The idea is not new. In 2008 in Bonn, Germany, the UN Convention on Biological Diversity (CBD) launched its own Business and Biodiversity Initiative that included models for marketing environmental services, the Business and Biodiversity Offsets Programme (BBOP), The Economics of Ecosystems and Biodiversity (TEEB), and a new Green Development Mechanism. 
The Business for Nature initiative, however, is renewing the scheme using the urgency of ecological crises, as evidenced by its website headline Nature Loss is Threatening Our Economies–Urgent Actions and Collaborations are Needed. 
The opening of the site lists statistics on the “massive loss of nature” while studiously avoiding any indication as to the causes, which have been driven by the very belief underpinning the initiative, that humans are somehow separate from “nature.” The site highlights the Global Risk Report which “identified environmental risks as among the greatest systemic risks to our global economy,” adding that “only nuclear war would be more destructive.”
In the twisted logic of the Business for Nature scheme, “nature protection” is unironically promoted as “essential for prosperous business,” including the activities that have led us to this ecological crisis–i.e. ongoing natural resource extraction.
The grand finale of their proposal highlights the “significant opportunities” (massive profits) to be made from protecting the “ecosystem services” of nature:
“$2 trillion in opportunities in food and land system transformation alone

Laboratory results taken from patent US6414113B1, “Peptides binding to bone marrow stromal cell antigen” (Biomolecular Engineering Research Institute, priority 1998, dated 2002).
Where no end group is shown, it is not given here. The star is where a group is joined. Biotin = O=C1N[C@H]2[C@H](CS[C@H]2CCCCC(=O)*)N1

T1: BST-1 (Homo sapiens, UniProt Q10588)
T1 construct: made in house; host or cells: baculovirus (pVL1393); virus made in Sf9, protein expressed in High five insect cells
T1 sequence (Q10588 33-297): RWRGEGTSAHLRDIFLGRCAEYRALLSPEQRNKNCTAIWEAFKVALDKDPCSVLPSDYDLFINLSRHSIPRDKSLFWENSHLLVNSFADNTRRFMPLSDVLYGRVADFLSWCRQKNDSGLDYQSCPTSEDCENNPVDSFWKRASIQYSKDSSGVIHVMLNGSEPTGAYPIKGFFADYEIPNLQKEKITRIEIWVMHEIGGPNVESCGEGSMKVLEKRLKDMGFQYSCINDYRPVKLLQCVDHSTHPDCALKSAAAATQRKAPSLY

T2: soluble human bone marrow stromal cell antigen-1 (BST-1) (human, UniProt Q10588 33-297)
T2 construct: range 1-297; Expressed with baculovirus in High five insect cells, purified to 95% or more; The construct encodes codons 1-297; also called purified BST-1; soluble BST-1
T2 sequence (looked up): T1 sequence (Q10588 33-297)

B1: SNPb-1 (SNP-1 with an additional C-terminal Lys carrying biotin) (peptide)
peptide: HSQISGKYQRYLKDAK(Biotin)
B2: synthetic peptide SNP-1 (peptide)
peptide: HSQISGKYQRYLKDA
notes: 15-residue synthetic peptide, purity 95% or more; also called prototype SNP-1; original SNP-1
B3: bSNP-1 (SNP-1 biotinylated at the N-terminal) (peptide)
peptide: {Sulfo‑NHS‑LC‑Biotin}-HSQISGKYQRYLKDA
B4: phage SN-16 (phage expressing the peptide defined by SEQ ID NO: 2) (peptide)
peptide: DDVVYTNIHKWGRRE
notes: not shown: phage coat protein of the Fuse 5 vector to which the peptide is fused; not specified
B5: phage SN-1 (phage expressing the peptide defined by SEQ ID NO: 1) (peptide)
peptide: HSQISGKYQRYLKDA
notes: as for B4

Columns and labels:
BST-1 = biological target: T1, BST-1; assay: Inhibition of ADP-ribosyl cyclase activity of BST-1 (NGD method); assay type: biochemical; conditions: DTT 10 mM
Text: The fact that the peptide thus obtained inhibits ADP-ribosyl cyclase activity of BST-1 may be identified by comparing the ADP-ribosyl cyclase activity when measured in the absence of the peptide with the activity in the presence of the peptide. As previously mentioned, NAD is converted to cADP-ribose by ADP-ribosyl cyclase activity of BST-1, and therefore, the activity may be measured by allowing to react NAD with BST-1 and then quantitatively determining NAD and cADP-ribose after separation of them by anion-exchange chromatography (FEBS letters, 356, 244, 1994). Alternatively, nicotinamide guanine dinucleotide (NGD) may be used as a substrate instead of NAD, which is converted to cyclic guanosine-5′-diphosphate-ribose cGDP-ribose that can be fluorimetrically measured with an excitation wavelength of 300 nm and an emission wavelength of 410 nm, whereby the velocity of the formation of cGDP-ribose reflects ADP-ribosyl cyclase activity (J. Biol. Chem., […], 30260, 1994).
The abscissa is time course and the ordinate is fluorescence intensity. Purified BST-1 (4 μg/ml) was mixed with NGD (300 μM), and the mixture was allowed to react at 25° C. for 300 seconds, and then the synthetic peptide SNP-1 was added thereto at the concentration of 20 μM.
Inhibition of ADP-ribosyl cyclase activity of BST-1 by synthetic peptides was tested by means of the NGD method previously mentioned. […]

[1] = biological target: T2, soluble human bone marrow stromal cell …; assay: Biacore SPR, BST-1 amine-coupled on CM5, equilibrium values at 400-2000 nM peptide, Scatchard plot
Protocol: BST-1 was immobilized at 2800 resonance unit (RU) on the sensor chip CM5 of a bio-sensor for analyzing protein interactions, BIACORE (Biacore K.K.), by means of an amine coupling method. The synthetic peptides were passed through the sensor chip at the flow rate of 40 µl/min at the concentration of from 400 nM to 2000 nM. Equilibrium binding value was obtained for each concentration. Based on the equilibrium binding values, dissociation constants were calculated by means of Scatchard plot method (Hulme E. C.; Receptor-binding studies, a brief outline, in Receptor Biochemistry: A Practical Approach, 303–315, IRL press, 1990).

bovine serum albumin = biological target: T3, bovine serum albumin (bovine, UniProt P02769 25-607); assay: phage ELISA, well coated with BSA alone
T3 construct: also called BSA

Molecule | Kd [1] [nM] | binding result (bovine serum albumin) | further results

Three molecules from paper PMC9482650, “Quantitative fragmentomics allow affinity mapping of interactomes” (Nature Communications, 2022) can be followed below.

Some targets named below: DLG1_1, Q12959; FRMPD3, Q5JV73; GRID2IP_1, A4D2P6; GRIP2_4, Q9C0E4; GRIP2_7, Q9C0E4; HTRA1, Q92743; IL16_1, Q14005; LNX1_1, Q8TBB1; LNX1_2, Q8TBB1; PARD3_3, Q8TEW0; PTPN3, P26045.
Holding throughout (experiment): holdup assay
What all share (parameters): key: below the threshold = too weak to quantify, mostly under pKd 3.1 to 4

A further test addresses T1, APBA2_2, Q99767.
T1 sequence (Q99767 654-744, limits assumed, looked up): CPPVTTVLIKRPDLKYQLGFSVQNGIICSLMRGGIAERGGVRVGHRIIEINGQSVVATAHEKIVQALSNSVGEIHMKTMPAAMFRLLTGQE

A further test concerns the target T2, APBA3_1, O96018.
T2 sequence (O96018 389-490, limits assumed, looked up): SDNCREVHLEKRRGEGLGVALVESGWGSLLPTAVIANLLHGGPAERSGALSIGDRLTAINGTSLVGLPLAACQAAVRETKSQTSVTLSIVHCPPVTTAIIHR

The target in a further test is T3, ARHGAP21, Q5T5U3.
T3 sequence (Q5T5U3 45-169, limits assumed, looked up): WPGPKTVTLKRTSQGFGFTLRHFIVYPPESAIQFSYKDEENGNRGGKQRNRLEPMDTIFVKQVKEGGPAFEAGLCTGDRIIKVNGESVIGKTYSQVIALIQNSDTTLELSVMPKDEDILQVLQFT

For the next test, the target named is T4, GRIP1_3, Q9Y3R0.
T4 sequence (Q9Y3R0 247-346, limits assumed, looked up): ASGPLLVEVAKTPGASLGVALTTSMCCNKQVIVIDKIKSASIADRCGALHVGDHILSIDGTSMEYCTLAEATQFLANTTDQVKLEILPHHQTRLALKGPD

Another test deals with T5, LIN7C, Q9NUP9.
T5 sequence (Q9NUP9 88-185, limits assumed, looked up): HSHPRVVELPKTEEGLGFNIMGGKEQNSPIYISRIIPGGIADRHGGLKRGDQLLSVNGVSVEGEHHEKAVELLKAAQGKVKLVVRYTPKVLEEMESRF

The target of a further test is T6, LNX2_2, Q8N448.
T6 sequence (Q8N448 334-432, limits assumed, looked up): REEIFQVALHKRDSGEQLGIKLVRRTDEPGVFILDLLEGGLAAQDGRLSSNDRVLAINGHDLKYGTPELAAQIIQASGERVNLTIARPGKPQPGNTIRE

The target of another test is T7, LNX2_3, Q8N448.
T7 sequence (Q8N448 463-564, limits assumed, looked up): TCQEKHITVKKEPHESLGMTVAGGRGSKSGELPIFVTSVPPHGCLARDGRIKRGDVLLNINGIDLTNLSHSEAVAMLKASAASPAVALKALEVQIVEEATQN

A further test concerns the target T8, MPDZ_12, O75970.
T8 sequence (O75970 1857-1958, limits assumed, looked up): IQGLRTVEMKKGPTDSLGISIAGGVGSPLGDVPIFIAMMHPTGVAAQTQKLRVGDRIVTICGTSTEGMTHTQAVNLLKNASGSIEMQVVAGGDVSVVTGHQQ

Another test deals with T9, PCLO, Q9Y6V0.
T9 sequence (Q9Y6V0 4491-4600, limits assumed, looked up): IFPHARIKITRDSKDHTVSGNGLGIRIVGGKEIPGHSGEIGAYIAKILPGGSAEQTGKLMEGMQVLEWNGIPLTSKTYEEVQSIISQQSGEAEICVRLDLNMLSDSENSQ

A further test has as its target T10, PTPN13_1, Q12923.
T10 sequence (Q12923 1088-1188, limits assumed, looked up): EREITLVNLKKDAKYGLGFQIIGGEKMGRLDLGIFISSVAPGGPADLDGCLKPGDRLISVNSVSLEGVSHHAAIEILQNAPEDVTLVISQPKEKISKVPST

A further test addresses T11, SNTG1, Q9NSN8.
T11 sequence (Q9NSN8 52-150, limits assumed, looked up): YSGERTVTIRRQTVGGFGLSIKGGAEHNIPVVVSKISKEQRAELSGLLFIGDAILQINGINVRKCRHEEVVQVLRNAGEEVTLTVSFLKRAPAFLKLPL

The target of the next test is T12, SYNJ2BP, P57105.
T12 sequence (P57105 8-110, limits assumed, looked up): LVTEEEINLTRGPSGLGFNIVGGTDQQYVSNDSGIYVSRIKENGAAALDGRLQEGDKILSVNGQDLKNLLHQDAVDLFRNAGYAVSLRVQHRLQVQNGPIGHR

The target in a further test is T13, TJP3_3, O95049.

$22.6 trillion opportunity for water infrastructure by 2050
THE OCEAN ECONOMY ESTIMATED TO BE WORTH $2.5 TRILLION PER ANNUM”
In its pledge to forests, it touts a massive ‘reforestation’ campaign, along with a commitment to REDD, and the “elimination of deforestation by 2030” which would magically be achieved with no plan to reduce demand for wood products.
In fact, the future of “green business,” fueled by a bioeconomy, requires a huge increase in wood consumption.
CRISPR to Manufacture the Perfect (Unregulated) GE Tree?
And this is where the Tree Biotechnology Conference, The Global Tree Restoration Potential and Business for Nature may overlap is through the genetic engineering technology known as CRISPR. 
The overall impression from the IUFRO Tree Biotechnology Conference was that scientists and industry are banking on emerging technologies like CRISPR and a rising demand for wood products and designer GE trees to meet the future market for forest health, climate mitigation and the bioeconomy.
Would CRISPR be used as part of the trillion tree effort? Will it be used to genetically engineer trees to be specially adapted to particular biomes? Or to withstand climate change, insect attacks, or other stresses?
There are uncomfortable connections between the work to create genetically engineered CRISPR trees and the Trillion Tree study. ETH Zürich in Switzerland, home of the Crowther Lab that led the study, for example, is considered one of the best biotechnology schools in Europe. In March it awarded the Richard R. Ernst Gold Medal to Emmanuelle Charpentier, one of the scientists who discovered the CRISPR gene editing tool, and sits on the Editorial Board of The CRISPR Journal with Barrangou. And Crowther likes to boast that his lab includes experts in geospacial mapping, remote sensing and genetic techniques. It is easy to see where genetically engineered CRISPR trees could fit into the scheme to cover the planet in carbon sucking GE trees that could be then cut down and pulped, chipped or digested into sugars to feed the insatiable and unsustainable demand for building materials, energies, plastics, etc. The demand which has fed the global economy and has helped lead us to the brink of disaster.